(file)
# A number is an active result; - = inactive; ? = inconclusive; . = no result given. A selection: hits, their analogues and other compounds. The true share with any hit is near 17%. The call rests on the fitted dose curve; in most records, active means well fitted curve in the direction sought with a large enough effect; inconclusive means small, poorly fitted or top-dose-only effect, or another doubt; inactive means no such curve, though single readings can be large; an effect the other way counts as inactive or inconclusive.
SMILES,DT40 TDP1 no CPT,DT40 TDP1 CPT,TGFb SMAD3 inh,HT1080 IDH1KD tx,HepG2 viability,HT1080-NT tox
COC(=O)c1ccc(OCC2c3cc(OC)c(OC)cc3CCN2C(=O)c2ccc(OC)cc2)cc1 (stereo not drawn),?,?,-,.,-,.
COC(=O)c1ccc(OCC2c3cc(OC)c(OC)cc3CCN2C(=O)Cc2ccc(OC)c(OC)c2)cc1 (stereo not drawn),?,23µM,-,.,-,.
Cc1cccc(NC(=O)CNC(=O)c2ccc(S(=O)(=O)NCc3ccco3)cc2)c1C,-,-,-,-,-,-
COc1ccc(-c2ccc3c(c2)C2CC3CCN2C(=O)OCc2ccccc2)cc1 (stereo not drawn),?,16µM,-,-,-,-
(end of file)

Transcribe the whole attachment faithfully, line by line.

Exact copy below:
# A number is an active result; - = inactive; ? = inconclusive; . = no result given. A selection: hits, their analogues and other compounds. The true share with any hit is near 17%. The call rests on the fitted dose curve; in most records, active means well fitted curve in the direction sought with a large enough effect; inconclusive means small, poorly fitted or top-dose-only effect, or another doubt; inactive means no such curve, though single readings can be large; an effect the other way counts as inactive or inconclusive.
SMILES,DT40 TDP1 no CPT,DT40 TDP1 CPT,TGFb SMAD3 inh,HT1080 IDH1KD tx,HepG2 viability,HT1080-NT tox
COC(=O)c1ccc(OCC2c3cc(OC)c(OC)cc3CCN2C(=O)c2ccc(OC)cc2)cc1 (stereo not drawn),?,?,-,.,-,.
COC(=O)c1ccc(OCC2c3cc(OC)c(OC)cc3CCN2C(=O)Cc2ccc(OC)c(OC)c2)cc1 (stereo not drawn),?,23µM,-,.,-,.
Cc1cccc(NC(=O)CNC(=O)c2ccc(S(=O)(=O)NCc3ccco3)cc2)c1C,-,-,-,-,-,-
COc1ccc(-c2ccc3c(c2)C2CC3CCN2C(=O)OCc2ccccc2)cc1 (stereo not drawn),?,16µM,-,-,-,-